Eskom-Tegeta hearing returns to Parliament amid #GuptaEmails leak | Fin24
 
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Eskom-Tegeta hearing returns to Parliament amid #GuptaEmails leak

May 30 2017 08:11
Matthew le Cordeur, with Liesl Peyper and Sipho Masondo (City Press)

Cape Town – A hearing focusing on coal supply agreements between Eskom and Tegeta will return to Parliament on Tuesday, two days after emails allegedly linking the Guptas to state officials and ministers were leaked to the media.

On May 10, Parliament’s standing committee on public accounts (Scopa) heard how Eskom’s contract with Gupta-owned Tegeta Exploration and Resources for the supply of coal contained discrepancies, was poorly drafted and was in contravention of supply chain management procedures.

This was according to a report done by PricewaterhouseCoopers, which Scopa will continue to discuss on Tuesday.

READ: Damning PwC report on Eskom’s Gupta-linked Tegeta deal

Treasury is seeking remedial action against Eskom, which includes interest being calculated on the R659m prepayment Eskom made to Tegeta as well as a full-scale forensic audit, acting chief procurement officer Schalk Human was quoted as saying in Business Day on Monday.

However, Eskom asked for an extension to submit documents and to have a technical meeting with Treasury regarding the matter, according to the same report.

While the PwC report will be the focus of the second day into the hearings, new information has surfaced regarding the Eskom-Tegeta matter since the previous hearing.

READ: Eskom approached Tegeta before it had a water licence, MPs told

Firstly, City Press published a letter on Sunday from Eskom chairperson Ben Ngubane to Finance Minister Malusi Gigaba, where he raised concerns that “the stand-off between the two parties regarding the power utility’s coal contracts with the Gupta family’s Tegeta mine had been going on for two years”.

He also “raised concerns that Treasury had appointed another service provider to review Eskom’s coal contract with Tegeta”.

READ: Eskom asks Gigaba for blank cheque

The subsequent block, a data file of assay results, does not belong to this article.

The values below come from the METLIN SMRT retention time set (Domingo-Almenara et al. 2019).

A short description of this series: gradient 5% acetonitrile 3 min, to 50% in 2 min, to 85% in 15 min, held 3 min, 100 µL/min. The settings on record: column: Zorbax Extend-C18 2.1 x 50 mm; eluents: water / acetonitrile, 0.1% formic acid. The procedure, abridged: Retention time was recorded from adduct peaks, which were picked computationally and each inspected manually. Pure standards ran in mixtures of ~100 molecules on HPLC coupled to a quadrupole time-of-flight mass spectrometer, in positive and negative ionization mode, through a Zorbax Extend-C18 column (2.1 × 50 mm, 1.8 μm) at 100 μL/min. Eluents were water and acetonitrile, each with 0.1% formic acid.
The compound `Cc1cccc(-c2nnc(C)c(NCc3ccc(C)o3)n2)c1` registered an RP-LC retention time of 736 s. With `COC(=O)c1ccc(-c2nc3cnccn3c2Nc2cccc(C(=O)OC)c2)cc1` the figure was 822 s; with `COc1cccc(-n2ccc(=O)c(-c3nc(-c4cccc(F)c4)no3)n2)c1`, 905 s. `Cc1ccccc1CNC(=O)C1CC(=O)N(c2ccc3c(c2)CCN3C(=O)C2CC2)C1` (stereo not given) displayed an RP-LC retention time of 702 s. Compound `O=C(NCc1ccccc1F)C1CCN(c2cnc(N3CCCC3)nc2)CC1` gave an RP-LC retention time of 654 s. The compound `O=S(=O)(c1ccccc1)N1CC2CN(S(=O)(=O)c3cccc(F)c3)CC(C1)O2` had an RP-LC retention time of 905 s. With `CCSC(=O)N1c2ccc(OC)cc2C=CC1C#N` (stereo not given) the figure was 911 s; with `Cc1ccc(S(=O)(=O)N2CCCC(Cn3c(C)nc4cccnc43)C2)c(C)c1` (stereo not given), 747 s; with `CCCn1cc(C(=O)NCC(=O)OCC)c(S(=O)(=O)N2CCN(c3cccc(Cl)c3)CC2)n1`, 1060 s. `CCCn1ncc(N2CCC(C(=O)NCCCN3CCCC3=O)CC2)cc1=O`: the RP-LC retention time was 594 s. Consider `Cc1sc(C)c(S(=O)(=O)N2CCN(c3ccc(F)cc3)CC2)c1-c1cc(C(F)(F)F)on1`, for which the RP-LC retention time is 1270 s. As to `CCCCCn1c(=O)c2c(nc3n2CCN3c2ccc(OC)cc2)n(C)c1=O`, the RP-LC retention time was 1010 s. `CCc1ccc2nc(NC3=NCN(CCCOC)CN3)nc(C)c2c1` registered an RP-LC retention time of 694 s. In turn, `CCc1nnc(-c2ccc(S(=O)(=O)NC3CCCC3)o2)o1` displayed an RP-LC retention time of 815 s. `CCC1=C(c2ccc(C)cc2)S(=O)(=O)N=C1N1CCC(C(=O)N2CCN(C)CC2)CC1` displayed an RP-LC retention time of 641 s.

Secondly, emails purportedly from the Guptas reveal how they provided accommodation and travel arrangement to former acting Eskom CEO Matshela Koko in Dubai.

An email shows how the Guptas paid for Koko’s accommodation in Dubai and had him chauffeur-driven around the city.

“Koko's trip took place a month after … Tegeta … took over operations at the Optimum coal mine - supplier of coal to Eskom power stations,” Sunday Times revealed.

This email - if proved true - could add to the argument that Eskom officials and the Guptas have a suspicious relationship amid allegations of state capture.

State capture allegations

National Treasury has been at loggerheads with Eskom over the Tegeta deal ever since it started investigating contracts worth over R10m with the power utility.  

According to various reports, evidence of Eskom’s relationship with Tegeta is crucial to claims of state capture, with President Jacob Zuma and the Guptas implicated as ring-leaders.

Previously, Eskom CEO Brian Molefe – whose brief return to the utility will likely end soon – was implicated in the Public Protector’s State of Capture report, also regarding the Tegeta purchase of Optimum.

Since Molefe's return to Eskom, former mining minister Ngoako Ramatlhodi dropped a bombshell, alleging that Molefe and Ngubane pressured him to help the Guptas take over Glencore’s coal mine in 2016, a report by AmaBhungane revealed.

READ: Ramatlhodi spills beans on how Molefe 'helped' Guptas

Treasury shoots down Eskom’s another Tegeta-linked deal

City Press previously reported that Treasury shot down Eskom’s request to expand the Tegeta-owned Brakfontein Colliery’s 10-year coal-supply contract by another R2.94bn in August last year.

This would have increased the contract value from R4bn to R7bn. City Press further reported that Treasury had barred Eskom from expanding the Tegeta-owned Optimum Coal Mine’s two-month contract to supply coal to the Arnot power station in Mpumalanga for a further six months without going to tender.

The initial contract was worth R235m and the contract’s expansion would have increased that amount by R855m to more than R1bn.

This information came from a report Treasury had commissioned to review whether Eskom had followed proper tender processes when awarding the coal tenders to the Gupta companies.

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